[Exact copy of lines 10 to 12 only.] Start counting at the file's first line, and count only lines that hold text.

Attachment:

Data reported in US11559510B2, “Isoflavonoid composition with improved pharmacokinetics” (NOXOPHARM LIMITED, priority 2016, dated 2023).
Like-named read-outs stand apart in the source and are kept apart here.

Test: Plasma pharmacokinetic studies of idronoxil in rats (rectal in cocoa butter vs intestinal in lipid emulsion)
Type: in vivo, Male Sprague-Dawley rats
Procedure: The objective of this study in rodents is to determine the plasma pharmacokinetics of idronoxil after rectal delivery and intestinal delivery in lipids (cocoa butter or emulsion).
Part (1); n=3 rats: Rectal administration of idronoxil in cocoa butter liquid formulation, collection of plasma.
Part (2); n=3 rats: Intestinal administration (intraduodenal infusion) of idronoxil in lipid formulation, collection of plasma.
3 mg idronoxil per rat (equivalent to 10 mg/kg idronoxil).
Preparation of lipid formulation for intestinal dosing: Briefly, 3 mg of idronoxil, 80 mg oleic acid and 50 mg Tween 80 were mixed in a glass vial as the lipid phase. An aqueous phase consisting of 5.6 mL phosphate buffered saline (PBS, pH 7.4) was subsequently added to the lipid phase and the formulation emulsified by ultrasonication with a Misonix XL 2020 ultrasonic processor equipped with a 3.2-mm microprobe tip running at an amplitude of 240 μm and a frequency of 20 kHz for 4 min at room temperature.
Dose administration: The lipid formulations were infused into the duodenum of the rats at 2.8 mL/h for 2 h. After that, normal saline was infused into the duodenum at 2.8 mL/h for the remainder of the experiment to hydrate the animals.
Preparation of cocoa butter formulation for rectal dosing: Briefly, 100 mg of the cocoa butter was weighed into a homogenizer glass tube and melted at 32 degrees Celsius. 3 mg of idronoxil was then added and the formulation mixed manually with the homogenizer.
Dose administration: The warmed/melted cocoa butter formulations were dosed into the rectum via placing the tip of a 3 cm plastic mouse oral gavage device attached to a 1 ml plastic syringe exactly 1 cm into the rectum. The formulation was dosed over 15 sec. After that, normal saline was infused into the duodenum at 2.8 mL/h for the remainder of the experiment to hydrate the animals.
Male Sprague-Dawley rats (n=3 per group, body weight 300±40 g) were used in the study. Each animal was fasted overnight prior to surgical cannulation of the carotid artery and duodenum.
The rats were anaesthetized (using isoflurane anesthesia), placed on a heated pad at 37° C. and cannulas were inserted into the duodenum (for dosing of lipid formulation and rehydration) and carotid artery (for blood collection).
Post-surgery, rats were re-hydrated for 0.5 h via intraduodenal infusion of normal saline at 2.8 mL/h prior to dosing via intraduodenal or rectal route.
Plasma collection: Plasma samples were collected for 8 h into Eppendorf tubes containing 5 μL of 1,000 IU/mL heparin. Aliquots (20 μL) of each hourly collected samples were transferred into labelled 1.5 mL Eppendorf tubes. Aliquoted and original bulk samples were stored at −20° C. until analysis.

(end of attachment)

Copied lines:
Dose administration: The lipid formulations were infused into the duodenum of the rats at 2.8 mL/h for 2 h. After that, normal saline was infused into the duodenum at 2.8 mL/h for the remainder of the experiment to hydrate the animals.
Preparation of cocoa butter formulation for rectal dosing: Briefly, 100 mg of the cocoa butter was weighed into a homogenizer glass tube and melted at 32 degrees Celsius. 3 mg of idronoxil was then added and the formulation mixed manually with the homogenizer.
Dose administration: The warmed/melted cocoa butter formulations were dosed into the rectum via placing the tip of a 3 cm plastic mouse oral gavage device attached to a 1 ml plastic syringe exactly 1 cm into the rectum. The formulation was dosed over 15 sec. After that, normal saline was infused into the duodenum at 2.8 mL/h for the remainder of the experiment to hydrate the animals.